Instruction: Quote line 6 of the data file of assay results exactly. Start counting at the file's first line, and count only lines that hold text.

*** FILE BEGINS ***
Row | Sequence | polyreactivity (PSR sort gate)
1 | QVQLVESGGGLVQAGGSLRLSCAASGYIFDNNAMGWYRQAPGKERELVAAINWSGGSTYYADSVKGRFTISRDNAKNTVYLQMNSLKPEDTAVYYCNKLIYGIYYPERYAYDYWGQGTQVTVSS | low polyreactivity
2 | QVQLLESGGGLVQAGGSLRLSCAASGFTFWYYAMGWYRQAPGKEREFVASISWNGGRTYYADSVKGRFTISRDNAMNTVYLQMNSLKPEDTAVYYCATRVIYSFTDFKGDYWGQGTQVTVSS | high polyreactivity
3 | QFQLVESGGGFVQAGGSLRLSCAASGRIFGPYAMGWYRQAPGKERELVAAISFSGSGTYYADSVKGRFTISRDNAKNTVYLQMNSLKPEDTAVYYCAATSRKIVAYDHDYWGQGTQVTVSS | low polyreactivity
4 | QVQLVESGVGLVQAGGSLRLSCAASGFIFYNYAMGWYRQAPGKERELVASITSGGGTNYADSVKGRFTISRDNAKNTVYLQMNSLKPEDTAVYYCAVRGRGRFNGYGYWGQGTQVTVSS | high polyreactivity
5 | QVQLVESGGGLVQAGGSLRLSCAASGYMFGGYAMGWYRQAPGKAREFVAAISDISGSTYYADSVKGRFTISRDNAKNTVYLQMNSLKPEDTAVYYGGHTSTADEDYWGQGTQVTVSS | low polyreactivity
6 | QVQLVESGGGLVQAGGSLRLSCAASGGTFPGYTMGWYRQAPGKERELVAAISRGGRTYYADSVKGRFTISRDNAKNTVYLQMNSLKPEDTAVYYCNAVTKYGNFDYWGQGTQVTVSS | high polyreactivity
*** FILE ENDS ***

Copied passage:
5 | QVQLVESGGGLVQAGGSLRLSCAASGYMFGGYAMGWYRQAPGKAREFVAAISDISGSTYYADSVKGRFTISRDNAKNTVYLQMNSLKPEDTAVYYGGHTSTADEDYWGQGTQVTVSS | low polyreactivity